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Michelin Heads to Washington DC; Eat Like a 16th Century Pope

Four things to know today


Happy (?) Tuesday, the holiday weekend has come to a screeching halt. If you're not ready to embrace a new work week, perhaps now would be a good time to relive the last week's top 13 Eater stories.

In slightly more up-to-date food news: The Michelin guide is invading another U.S. city; an outspoken celebrity chef releases his second book today; a Chicago restaurant was on the receiving end of some nasty graffiti this weekend; and now's your chance to dine like a Pope.

— Washington DC is about to see (Michelin) stars: The restaurant guidebook gurus just announced they'll launch a DC guide this October. It will be only the fourth U.S. city to get a Michelin guide, following New York, Chicago, and San Francisco.

— Need some fresh summer reading? Chef, author, and TV host Eddie Huang's second book comes out today, and the New York Times has some thoughts on Double Cup Love: "Mr. Huang’s writing is wry and zippy; he regards the world with an understanding of its absurdities and injustices and with a willingness to be surprised. The dark edge of 'Fresh Off the Boat' is mostly gone in the new book, replaced with an acceptance of calm in his life." (Huang also recently discussed the book with Stephen Colbert on the Late Show.)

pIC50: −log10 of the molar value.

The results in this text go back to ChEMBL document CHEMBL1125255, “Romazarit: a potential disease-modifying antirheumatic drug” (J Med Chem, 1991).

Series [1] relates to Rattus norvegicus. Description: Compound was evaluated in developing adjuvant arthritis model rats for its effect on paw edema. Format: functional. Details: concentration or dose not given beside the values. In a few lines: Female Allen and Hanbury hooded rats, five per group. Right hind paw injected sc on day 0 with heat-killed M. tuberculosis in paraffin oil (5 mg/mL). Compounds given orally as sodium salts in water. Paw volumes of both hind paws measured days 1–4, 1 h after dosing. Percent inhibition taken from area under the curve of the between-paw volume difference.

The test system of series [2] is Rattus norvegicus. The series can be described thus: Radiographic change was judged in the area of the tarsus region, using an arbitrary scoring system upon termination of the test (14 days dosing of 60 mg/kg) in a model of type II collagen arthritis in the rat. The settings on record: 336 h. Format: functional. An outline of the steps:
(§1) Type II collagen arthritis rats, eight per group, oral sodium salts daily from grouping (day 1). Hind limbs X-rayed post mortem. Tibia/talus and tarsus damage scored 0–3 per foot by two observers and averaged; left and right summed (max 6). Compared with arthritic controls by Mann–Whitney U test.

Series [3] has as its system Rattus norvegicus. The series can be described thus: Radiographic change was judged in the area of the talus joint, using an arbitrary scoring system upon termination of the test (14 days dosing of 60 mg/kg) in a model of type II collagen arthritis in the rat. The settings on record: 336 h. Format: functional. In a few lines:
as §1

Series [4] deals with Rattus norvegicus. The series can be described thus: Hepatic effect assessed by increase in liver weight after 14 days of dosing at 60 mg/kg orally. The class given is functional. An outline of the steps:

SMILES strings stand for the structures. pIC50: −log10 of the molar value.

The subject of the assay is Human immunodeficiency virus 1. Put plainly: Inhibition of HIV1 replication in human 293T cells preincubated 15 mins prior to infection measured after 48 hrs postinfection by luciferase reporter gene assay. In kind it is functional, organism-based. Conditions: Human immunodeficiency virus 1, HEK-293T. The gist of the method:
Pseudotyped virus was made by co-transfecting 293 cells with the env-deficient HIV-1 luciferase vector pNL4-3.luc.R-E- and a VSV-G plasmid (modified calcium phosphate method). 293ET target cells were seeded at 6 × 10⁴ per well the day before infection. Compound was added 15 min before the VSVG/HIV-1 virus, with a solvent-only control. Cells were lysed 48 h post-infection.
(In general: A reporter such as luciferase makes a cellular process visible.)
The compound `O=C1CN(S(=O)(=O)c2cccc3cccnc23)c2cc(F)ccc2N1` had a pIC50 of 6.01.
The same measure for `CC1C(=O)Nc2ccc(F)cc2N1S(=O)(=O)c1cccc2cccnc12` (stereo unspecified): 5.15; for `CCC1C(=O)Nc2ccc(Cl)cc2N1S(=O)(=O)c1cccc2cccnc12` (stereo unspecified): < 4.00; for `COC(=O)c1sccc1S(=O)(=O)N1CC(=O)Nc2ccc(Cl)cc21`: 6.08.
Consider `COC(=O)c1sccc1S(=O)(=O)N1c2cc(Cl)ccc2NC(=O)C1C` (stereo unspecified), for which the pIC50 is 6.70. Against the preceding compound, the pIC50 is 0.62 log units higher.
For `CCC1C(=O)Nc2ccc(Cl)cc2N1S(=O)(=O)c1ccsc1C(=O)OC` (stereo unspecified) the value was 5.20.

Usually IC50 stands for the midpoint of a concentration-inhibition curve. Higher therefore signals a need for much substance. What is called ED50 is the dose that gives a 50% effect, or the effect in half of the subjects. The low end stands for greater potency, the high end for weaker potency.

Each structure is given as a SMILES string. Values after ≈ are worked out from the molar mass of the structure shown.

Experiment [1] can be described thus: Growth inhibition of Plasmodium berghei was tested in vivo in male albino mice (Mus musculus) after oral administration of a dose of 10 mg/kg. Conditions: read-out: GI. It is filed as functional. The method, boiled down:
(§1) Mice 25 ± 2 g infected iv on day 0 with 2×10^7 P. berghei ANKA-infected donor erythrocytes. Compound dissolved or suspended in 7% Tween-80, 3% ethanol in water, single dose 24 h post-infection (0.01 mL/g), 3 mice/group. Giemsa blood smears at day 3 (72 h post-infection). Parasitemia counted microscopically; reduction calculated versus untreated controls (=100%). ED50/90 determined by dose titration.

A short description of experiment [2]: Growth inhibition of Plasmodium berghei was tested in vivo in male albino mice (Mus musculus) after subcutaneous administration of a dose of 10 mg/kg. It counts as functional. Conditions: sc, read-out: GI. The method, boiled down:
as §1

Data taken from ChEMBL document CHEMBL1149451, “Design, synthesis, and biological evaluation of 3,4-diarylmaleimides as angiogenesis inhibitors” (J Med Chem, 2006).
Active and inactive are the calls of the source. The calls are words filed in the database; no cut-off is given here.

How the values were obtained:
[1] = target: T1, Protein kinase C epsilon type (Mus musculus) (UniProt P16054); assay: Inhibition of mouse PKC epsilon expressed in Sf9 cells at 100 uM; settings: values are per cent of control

— Some awful person in Chicago spent their Memorial Day weekend vandalizing a restaurant with a homophobic slur. On Saturday night, staff at Hamburger Mary's — which is located in Andersonville, a neighborhood home to many gay bars and other LGBT-oriented businesses — discovered someone had spray-painted "Die f--s" on a bathroom door. The owners have painted over it with the word "love," and security tapes have been turned over to the police in hopes of catching the suspect.

— Want to dine like a 16th century Pope? Get thee to the island nation of Malta this week. A lavish dinner organized by the nation's Notarial Archives Resources Council and a group of food historians being held on June 3 will feature recreations of dishes from the centuries-old cookbook of Bartolomeo Scappi, who played chef to half a dozen Popes. Just don't expect much in the way of dessert, because in those years, sugar was more expensive than gold. (Thankfully that's no longer the case, because current Pope Francis apparently has quite the taste for ice cream.)

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